After all, Luther also wrote "Our fools, the popes, bishops, sophists, and monks — the crude asses’ heads — have hitherto so treated the Jews that anyone who wished to be a good Christian would almost have had to become a Jew. If I had been a Jew and had seen such dolts and blockheads govern and teach the Christian faith, I would sooner have become a hog than a Christian. Therefore, I would request and advise that one deal gently with them [the Jews] and instruct them from Scripture;"

Other Christian commentators, attempting to put Luther into a "Medieval context", also find Luther an anti-Semite but not "a prototypical modern antisemite".

It should be noted that, beginning with the Lutheran Church - Missouri Synod in 1983, the various branches of the modern Lutheran Church have renounced and rejected Martin Luther's anti-Semitism.

The Evangelical Lutheran Church in America's 1994 Declaration has yielded to a more passive voiced current apologia that seems to see anti-Semitism as a disease that takes its sufferers unaware: "Often in the past our interactions with Jews have been marred by misunderstanding, prejudice, and sometimes overt hostility, from which even the great reformer Martin Luther himself was not immune. But further into the ELCA's current document, Luther is condemned more strongly and linked to the Holocaust, though with the qualification that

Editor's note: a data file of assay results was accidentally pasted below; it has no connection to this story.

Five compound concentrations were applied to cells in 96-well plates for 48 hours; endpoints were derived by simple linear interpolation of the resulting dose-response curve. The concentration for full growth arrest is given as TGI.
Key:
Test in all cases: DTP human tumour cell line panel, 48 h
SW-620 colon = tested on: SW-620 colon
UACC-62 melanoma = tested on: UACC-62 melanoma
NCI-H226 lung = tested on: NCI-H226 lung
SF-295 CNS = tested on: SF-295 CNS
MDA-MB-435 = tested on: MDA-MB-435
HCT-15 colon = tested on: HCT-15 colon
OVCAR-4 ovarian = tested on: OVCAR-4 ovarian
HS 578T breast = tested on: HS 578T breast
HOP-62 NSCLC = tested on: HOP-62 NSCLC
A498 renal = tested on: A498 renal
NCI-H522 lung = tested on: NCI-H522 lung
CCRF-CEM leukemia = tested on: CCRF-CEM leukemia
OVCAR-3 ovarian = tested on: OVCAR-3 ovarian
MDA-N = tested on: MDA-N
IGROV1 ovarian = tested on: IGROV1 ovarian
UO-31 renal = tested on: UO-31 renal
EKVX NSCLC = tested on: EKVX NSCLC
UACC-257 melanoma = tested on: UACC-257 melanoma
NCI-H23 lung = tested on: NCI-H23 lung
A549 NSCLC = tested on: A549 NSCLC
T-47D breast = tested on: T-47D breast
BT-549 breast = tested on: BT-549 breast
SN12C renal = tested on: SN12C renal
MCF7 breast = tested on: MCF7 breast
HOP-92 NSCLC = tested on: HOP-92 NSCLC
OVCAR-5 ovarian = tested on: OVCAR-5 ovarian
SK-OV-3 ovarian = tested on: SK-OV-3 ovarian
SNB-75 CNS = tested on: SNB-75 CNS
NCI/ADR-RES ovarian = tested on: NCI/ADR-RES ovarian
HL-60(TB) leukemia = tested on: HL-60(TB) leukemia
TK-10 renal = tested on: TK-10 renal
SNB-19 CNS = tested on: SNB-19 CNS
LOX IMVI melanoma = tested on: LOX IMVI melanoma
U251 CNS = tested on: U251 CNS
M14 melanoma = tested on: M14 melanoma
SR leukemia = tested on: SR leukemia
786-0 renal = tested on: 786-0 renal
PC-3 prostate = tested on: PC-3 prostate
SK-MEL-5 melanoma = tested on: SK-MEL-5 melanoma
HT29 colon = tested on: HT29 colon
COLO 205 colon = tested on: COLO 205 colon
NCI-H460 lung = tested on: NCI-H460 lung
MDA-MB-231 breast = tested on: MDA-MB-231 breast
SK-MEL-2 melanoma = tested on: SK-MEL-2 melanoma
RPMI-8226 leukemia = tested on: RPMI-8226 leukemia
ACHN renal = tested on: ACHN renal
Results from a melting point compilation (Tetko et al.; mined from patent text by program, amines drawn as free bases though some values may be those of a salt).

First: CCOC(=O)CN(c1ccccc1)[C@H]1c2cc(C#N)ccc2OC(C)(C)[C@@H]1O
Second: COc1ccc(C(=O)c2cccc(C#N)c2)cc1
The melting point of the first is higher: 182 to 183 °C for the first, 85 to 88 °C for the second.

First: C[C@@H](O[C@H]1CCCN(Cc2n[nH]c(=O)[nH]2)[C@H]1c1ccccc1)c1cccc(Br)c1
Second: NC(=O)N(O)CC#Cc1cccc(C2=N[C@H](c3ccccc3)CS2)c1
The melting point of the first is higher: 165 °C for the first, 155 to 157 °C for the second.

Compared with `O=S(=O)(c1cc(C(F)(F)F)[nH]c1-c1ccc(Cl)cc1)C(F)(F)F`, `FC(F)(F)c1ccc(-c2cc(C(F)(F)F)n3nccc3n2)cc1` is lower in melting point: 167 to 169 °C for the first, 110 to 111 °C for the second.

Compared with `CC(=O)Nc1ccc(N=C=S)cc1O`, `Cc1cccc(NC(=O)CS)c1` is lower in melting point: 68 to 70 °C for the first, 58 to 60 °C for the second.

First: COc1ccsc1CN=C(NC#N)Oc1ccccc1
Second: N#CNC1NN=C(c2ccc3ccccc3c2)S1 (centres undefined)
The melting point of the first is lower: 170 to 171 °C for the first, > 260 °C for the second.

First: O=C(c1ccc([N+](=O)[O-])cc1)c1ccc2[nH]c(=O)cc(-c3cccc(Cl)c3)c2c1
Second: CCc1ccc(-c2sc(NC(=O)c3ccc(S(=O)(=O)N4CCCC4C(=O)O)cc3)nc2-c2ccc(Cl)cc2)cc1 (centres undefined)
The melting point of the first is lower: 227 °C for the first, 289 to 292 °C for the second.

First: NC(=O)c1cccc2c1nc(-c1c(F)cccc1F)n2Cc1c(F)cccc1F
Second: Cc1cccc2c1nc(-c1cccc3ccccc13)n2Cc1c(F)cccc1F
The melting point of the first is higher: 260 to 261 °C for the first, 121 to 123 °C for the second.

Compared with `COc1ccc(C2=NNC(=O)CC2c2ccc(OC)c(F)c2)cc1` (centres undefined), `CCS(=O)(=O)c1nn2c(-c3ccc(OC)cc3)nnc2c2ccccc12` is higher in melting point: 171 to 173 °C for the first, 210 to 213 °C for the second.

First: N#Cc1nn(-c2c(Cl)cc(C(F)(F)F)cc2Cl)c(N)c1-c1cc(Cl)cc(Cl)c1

ultimately the Nazis surpassed anything that Luther had recommended with their systematic program to physically annihilate the Jews. Luther had instructed pastors to advise their parishioners that although they should beware of Jews and avoid contact with them, “they should not curse them nor harm their persons.”
The German Lutheran Church (perhaps inevitably, given that in Germany Luther's prescription for the Jews were carried out, or as ELCA says, more than carried out), takes a somewhat stronger stance: "It is imperative for the Lutheran Church, which knows itself to be indebted to the work and tradition of Martin Luther, to take seriously also his anti-Jewish utterances, to acknowledge their theological function, and to reflect on their consequences.... Both sayings of Martin Luther and specific expressions of Lutheran theology have had anti-Jewish consequences."
posted by orthogonality (87 comments total) 18 users marked this as a favorite

 
This will jewell.
posted by yort at 9:56 PM on July 7, 2008 [6 favorites]


Luther was pissed at the Jews for not converting when he revealed the Truth. Now he's dead but the disingenuous Luther + Nietzsche = Hitler equation endures.

I'm not sure why "Medieval context" is in scare quotes, and I'm not sure what to make of this post.
posted by prosthezis at 10:15 PM on July 7, 2008 [1 favorite]